Oh no, it’s another film about a religious good boy moving to the big bad city and discovering that he’s gay. I know, it sounds awful in that we’ve seen this a gazillion times sense, but LATTER DAYS is a cut above the rest for its gentle message about finding the strength to see other people, all people, with new eyes.
Our case in point is Aaron (a strikingly wholesome Steve Sandvoss). He’s a thoughtful guy with the soul of a poet, the face of a farmboy, and an attraction for his own sex that will only lead to trouble in La La Land, which is where he’s sent for his Mormon missionary work. He’s the type who sees the human heart not so much beating, as dancing as it keeps us tethered to this planet and this life. He didn’t get that from his Mormon upbringing, but he did get that enormous guilt trip from it. So when he meets the ironically monikered Christian (the hunkolicious Wesley A. Ramsey), the gay stud next door, one things leads to another and, well, I think we all know where it’s going.
And this is where LATTER DAYS rises above the hackneyed cliché of innocence lost and sexual discovery and a happily ever after of sensual delights. Aaron neatly turns the tables, in that decisive and inevitable moment, when Christian is offering a walk on the wild side, and Aaron is tempted, yet resists, not because sex is wrong outside of marriage, or because gay sex is a one-way ticket to damnation. No he resists when he realizes how shallow Christian is, for whom sex is a way to kill time. He does it so neatly, so sincerely, that for Christian it is a shock to the system on a par with a lightning strike. This preening narcissist suddenly becomes introspective, or at least as introspective as a life of superficiality allows him. For some reason, instead of caring about the bet he made with his waitstaff co-workers about being able to nail Aaron, Christian actually cares what Aaron thinks about him as person, not as a sex object. There’s fallout of the most unexpected nature as things change drastically and irrevocably for both of them and for all those in their orbit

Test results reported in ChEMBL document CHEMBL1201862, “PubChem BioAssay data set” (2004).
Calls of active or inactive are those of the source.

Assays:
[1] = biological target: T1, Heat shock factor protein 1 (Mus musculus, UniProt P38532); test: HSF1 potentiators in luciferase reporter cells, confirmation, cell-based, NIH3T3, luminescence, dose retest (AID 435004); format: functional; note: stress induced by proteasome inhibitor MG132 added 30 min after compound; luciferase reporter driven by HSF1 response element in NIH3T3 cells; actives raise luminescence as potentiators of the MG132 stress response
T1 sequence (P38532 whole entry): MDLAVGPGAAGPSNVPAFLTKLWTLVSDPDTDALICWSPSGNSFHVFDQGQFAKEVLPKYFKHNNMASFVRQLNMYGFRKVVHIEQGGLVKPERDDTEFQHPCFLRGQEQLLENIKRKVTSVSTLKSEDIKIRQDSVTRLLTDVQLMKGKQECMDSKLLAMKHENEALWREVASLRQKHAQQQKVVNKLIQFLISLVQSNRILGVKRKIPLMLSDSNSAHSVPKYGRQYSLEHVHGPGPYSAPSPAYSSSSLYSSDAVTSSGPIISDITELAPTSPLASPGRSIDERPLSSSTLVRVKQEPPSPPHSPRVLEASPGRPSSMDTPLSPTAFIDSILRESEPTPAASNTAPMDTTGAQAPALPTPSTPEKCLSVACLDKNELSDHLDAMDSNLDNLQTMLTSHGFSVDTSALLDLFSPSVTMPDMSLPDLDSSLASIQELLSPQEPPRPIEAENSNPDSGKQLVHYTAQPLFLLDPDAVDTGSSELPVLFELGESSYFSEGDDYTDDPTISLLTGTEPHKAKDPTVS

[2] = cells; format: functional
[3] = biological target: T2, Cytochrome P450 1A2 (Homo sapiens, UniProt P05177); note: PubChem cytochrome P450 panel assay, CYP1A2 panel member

LATTER DAYS does more than that, though. Sure, there are some coincidences in the plot that strain credulity, but if you go with a synchronicity point of view, as in fate or heaven or whatever, it’s not entirely insurmountable. It helps that our leads makes such indelible impressions with their unstudied performances, and that there is a cast of burnished supporting players (Mary Kay Place and Jacqueline Bisset among them), to add some sleek polish to the earnest proceedings. Writer/director C. Jay Cox makes a compelling case, not for religion, which comes in for its share of battering here as does hedonism for its own sake, but rather for a true spirituality that goes deeper than hanging crystals or the hollow recitation of a ritual. As Lila (a luminous, scene-stealing Bisset), the wise and wondrous owner of the restaurant where Christian and company work, tells us while offering some advice that everyone should heed, guilt has its place, but it’s also what will kill the spirit, no matter how bad or good a situation is. Cox can be forgiven for getting a little preachy when he makes his point with such an open heart and loving spirit.